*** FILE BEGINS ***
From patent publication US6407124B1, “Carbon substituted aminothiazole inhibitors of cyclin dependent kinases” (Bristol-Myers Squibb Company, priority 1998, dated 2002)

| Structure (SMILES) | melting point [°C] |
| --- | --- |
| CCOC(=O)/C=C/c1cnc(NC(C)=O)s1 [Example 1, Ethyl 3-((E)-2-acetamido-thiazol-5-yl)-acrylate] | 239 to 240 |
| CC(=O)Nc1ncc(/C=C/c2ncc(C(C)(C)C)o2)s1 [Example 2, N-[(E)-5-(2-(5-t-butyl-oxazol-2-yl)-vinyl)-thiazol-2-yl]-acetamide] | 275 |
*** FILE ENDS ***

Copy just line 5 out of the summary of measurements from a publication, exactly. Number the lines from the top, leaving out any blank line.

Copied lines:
| CC(=O)Nc1ncc(/C=C/c2ncc(C(C)(C)C)o2)s1 [Example 2, N-[(E)-5-(2-(5-t-butyl-oxazol-2-yl)-vinyl)-thiazol-2-yl]-acetamide] | 275 |